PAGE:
Green-shirted Ireland supporters were still evident across Paris today, all attempting to drown their sorrows after yesterday's humiliating World Cup exit for Eddie O'Sullivan's side at the hands of Argentina.
Never have so many Irish supporters - an estimated 25,000 made the trip to Parc des Princes to see the Pumas romp to a 30-15 victory - been so angry or united in voice after yesterday's debacle.
Fan after fan outside the ground last night had one message for O'Sullivan and his side: you let us all down.
And more still called for the coach, who was handed a four-year extension by the IRFU before a ball was kicked at this World Cup, to do the right thing and quit.
The disbelief at how Ireland, who only six months ago put England to the sword in spectacular fashion in Croke Park, could turn into such a shambles, has been the burning question over the last four weeks in France.
Ireland struggled past Namibia, should have lost to Georgia and, crucially, failed to get a bonus point which left them with a mountain to climb yesterday, and were routed by France.
And the target of having to win by four tries against a supremely confident and well-equipped Puma side, who now face Scotland in Paris on Saturday in the quarter-finals, was well beyond them.
In the ruthless arena of professional sport, the coach has to take responsibility, as Gareth Jenkins discovered when he was fired within 24 hours of Wales' stunning exit from the tournament after their 38-34 defeat to Fiji on Saturday.
O'Sullivan however last night refused to fall on his sword despite seeing his side crash out of the World Cup at the pool stages for the first time in the tournament's history.
"I'm totally committed to this job," said the under-fire coach.
"I still have a contract to run and every intention of seeing it though.
"I have the appetite for the job and I want to see it out. This has been a tough World Cup, no question about it. Things haven't gone to plan but that's no reason to walk away.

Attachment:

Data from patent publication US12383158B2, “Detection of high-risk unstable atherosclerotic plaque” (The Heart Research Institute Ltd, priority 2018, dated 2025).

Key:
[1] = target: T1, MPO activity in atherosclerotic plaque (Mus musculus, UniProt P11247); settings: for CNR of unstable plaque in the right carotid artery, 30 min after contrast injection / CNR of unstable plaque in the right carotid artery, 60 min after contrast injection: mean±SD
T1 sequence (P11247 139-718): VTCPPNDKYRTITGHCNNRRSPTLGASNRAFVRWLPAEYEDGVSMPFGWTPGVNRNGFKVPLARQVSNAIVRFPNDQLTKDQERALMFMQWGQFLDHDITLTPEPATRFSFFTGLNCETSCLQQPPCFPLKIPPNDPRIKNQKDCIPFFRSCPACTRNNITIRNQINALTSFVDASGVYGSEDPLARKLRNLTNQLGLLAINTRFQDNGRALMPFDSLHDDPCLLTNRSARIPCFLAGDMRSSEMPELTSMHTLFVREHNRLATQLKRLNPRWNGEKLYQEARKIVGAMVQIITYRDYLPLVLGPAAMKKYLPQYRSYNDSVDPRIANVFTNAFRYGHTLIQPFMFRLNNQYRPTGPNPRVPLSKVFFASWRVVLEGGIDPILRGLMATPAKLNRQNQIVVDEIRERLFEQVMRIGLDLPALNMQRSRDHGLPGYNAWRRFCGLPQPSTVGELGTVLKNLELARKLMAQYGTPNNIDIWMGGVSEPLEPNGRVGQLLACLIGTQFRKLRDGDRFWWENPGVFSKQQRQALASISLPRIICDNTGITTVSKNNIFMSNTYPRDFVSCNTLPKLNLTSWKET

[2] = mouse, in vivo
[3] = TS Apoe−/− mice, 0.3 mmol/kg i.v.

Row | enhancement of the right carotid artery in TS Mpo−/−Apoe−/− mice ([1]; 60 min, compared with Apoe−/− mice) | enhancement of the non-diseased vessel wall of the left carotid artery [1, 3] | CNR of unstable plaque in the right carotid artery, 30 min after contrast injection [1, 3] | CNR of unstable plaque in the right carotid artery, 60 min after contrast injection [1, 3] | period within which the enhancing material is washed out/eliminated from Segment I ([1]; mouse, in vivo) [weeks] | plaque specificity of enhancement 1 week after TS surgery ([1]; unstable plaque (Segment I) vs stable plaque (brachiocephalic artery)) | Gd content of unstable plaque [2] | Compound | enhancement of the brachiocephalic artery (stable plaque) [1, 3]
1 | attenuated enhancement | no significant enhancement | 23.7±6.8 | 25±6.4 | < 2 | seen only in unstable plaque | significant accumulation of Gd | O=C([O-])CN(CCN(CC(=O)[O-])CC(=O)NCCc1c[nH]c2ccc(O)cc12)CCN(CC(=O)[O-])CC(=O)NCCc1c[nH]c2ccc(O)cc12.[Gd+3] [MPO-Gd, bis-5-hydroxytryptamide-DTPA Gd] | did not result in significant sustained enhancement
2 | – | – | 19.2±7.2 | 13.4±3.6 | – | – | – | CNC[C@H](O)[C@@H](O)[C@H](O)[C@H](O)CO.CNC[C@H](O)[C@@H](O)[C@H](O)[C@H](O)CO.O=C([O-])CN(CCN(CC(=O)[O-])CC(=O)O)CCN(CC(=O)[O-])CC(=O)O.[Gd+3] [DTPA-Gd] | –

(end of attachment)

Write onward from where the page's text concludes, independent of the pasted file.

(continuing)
"I've never walked away from a challenge in my life and I don't intend to start now.
"I am very disappointed to be out of the World Cup and I would like to congratulate Argentina for achieving their goal of reaching the quarter-finals.
"This was a very difficult pool and we knew we would have to bring our A-game here and we haven't done that. We haven't fired on all cylinders."
Wingers Lucas Borges and Horacio Agulla crossed in the first half for the Pumas, Felipe Contepomi booted 11 points and Juan Martin Hernandez weighed in with a hat-trick of drop goals as Ireland mustered only two tries by Brian O'Driscoll and Geordan Murphy, with Ronan O'Gara adding a penalty and conversion.
"It was a big mountain to climb," added O'Sullivan.
"It wasn't a straightforward game where a one-point win would get us across the line like it did four years ago.
"We had a different agenda and that coloured the game for us and Argentina. It was hard work out there and we didn't get the rewards we were looking for."
Ireland captain O'Driscoll attempted to take the heat off the beleagured coach by claiming his side's World Cup exit was the fault of the players.
O'Driscoll said: "There's only so much coaching that can be done. The responsibility is on the 15 guys that take the field. We didn't front up enough during the four games."
France's bonus-point 64-7 victory over Namibia yesterday salvaged a second place finish for the hosts, who now head for a mouth-watering showdown with New Zealand in Cardiff on Saturday as the Irish head home.